Its ten years since hashtags became a thing of everyday life. They have become a seminal feature of all social media channels: Facebook, Twitter, Instagram, Google+ and Pinterest. Brands utilise the hashtag strategy to tap into popular hashtags or create their own branded hashtag – as it organises and categories photo and video content. Studies show that with just one Instagram hashtag, the post gained an average of 12.6% more engagement than one without. So knowing the usage for brands and companies – what motivates non brands/celebrity/influencer and their usage of these hashtags? One research looked into it.
Firstly, users actively choose different media to satisfy their individual needs, Instagram being one of the most popular photo and video sharing networking site with over one billion monthly active users worldwide. The hashtag is based on their personality characterises which are categorised in five dimensions:
- Information: the nature of social media is the social community aspect of sourcing information by other users.
- Entertainment: emotional outlet for those in pursuit of creativity of fashion, and pop culture.
- Social Interaction: interacting in a social community to build relationships and socialise with people users know both off and online.
- Personal Identity: creating a persona online through an angle of self expression, experience/skill, or desire for popularity through status signaling.
- Convenience: users who use platforms for convenience for communication and transactions.
Through Uses and Gratification approach along with both qualitative and quantitative methods, 748 participants part took in this research.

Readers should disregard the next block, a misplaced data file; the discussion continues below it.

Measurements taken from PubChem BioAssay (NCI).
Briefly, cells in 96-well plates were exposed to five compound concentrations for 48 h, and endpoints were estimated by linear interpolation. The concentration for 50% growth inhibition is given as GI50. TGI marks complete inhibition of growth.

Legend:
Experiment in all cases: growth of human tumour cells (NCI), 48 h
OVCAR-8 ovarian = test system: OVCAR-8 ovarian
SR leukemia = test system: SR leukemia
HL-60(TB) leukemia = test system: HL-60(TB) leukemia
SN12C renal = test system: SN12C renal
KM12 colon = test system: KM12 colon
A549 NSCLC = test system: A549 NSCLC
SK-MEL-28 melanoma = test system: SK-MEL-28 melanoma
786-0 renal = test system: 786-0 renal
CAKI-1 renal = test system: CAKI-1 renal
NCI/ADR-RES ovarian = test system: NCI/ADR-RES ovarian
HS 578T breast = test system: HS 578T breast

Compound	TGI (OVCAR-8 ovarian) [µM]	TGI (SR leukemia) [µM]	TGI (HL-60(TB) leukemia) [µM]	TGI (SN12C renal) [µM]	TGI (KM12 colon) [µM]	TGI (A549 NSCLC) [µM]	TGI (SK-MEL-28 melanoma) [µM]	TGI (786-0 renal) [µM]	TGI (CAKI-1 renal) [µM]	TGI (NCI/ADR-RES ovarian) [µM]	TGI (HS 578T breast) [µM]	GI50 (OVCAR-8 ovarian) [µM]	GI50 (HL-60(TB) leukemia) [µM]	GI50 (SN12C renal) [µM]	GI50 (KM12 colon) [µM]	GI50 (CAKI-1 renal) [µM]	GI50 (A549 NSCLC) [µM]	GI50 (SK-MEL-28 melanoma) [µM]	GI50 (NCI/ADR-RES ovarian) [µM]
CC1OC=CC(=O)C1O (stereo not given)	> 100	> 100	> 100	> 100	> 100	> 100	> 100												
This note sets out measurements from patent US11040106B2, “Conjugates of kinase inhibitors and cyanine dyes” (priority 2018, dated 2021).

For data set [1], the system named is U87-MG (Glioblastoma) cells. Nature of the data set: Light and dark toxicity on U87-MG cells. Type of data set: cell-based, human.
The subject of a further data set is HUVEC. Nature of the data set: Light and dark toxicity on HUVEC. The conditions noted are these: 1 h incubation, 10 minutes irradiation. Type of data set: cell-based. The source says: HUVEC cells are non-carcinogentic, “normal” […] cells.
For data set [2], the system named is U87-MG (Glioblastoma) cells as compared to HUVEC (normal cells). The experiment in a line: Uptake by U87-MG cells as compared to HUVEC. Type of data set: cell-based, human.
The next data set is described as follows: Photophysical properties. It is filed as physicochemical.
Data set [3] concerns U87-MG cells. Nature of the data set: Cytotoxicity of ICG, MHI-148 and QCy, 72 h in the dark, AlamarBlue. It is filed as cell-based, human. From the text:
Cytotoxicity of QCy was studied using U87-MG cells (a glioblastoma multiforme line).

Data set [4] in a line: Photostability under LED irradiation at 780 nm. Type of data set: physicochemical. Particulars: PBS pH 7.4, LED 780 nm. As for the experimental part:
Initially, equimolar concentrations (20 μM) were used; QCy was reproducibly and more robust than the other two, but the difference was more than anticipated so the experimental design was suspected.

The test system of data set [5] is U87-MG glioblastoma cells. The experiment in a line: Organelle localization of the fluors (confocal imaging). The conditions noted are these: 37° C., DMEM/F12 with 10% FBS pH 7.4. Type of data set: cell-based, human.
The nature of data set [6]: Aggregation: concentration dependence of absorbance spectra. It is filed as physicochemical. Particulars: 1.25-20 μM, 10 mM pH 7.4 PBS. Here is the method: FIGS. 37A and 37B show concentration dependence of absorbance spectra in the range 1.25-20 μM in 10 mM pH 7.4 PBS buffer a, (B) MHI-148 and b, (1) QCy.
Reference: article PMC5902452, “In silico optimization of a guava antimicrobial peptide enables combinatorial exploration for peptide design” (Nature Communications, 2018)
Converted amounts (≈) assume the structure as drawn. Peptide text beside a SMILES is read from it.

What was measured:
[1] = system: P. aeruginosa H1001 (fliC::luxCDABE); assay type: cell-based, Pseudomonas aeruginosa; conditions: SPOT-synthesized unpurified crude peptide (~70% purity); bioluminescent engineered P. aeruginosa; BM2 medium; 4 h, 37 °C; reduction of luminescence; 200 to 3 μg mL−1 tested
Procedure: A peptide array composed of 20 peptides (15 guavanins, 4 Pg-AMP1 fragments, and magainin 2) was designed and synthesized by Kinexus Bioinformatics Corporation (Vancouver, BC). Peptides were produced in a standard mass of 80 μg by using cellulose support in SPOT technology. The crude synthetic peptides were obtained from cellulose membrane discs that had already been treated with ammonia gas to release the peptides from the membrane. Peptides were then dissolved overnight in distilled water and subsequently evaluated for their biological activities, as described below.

The motives were broken into six factors:
- Self-Presentation: primarily self-branding and self-promotion #me
- Inventiveness: the entertaining aspect of adding hashtags #blogging
- Chronicling: documenting and/or contextualising experiences through clicking hashtags #diary
- Information seeking: finding information and inspiration through clicking hashtags #downtherabbithole
- Venting: the expression of negative emotions #customerfeedback
- Etiquette: because everyone else is doing it. #partofsomething
Of these 6 factors, only Information Seeking pertains to the consumption of media, whilst the rest express the media-producing role that consumers take on in social media. The research found that “Instagram use motives to largely predict hashtag use motives, which in turn drive actual hashtag usage, as expressed in general adding and clicking frequencies and the number of hashtags used in a post”. Furthermore, there are two groups of Instagram users: the Potential influencers, and the followers. The Potential influencers are heavy hashtag-users who have a higher followers/followings ratio, and are driven by motives of Self-Presentation through these hashtags and Status-seeking on Instagram, who also exhibit high scores in the personality traits of narcissism, extraversion and self-monitoring. This we kinda knew.
Overall the theories developed are:
Though social media was in essence a community where people can feel connected with like minded individuals, it has shifted slightly, with underlying reasons for connecting on Instagram having shifted. Facebook was created to provide a way to keep in touch with people you knew, where as Instagram has become a place for influencers and micro celebrities who use it to connect only to broadcast themselves.
Initially the etiquette was part of many Instagram users motives, in an endeavour to achieve reach, but this has decreased over usage. Users who seek status, are driven to add hashtags and use many hashtags in a post, driven by self presentation motives. Users whose motives differ from self presentation, refrain from multiple hashtags as they are highly self conscious about their hashtag use – thus hashtags contain semantic meaning, and the number of hashtags is an insight in itself. Those driven by self presentation utilise hashtags to help them reach or maintain their influencer status, enabling them to catch up on trends and use the right hashtags to become or stay part of the conversation.
Source: Hashtags: Motivational drivers, their use, and the differences between influencers and followers. Antonia Erz, Ben Marder, Elena Osadchaya (2018).